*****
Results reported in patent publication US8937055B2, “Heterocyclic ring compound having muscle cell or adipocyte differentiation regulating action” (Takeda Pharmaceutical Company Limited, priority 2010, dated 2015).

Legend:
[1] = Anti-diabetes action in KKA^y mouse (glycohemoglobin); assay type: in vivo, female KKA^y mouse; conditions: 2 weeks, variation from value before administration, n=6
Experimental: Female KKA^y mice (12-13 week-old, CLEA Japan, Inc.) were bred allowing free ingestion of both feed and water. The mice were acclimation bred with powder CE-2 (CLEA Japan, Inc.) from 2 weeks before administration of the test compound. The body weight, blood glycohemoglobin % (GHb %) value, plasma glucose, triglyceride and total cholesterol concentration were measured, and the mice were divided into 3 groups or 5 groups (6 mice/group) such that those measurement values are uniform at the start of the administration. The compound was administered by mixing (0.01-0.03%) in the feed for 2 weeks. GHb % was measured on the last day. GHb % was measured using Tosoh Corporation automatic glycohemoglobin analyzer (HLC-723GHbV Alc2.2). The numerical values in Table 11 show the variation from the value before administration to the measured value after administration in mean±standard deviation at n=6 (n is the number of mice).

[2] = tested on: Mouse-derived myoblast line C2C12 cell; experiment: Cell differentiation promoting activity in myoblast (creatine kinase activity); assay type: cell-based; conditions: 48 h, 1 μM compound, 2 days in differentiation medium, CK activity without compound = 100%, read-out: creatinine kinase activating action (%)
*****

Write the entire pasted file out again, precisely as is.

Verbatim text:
Results reported in patent publication US8937055B2, “Heterocyclic ring compound having muscle cell or adipocyte differentiation regulating action” (Takeda Pharmaceutical Company Limited, priority 2010, dated 2015).

Legend:
[1] = Anti-diabetes action in KKA^y mouse (glycohemoglobin); assay type: in vivo, female KKA^y mouse; conditions: 2 weeks, variation from value before administration, n=6
Experimental: Female KKA^y mice (12-13 week-old, CLEA Japan, Inc.) were bred allowing free ingestion of both feed and water. The mice were acclimation bred with powder CE-2 (CLEA Japan, Inc.) from 2 weeks before administration of the test compound. The body weight, blood glycohemoglobin % (GHb %) value, plasma glucose, triglyceride and total cholesterol concentration were measured, and the mice were divided into 3 groups or 5 groups (6 mice/group) such that those measurement values are uniform at the start of the administration. The compound was administered by mixing (0.01-0.03%) in the feed for 2 weeks. GHb % was measured on the last day. GHb % was measured using Tosoh Corporation automatic glycohemoglobin analyzer (HLC-723GHbV Alc2.2). The numerical values in Table 11 show the variation from the value before administration to the measured value after administration in mean±standard deviation at n=6 (n is the number of mice).

[2] = tested on: Mouse-derived myoblast line C2C12 cell; experiment: Cell differentiation promoting activity in myoblast (creatine kinase activity); assay type: cell-based; conditions: 48 h, 1 μM compound, 2 days in differentiation medium, CK activity without compound = 100%, read-out: creatinine kinase activating action (%)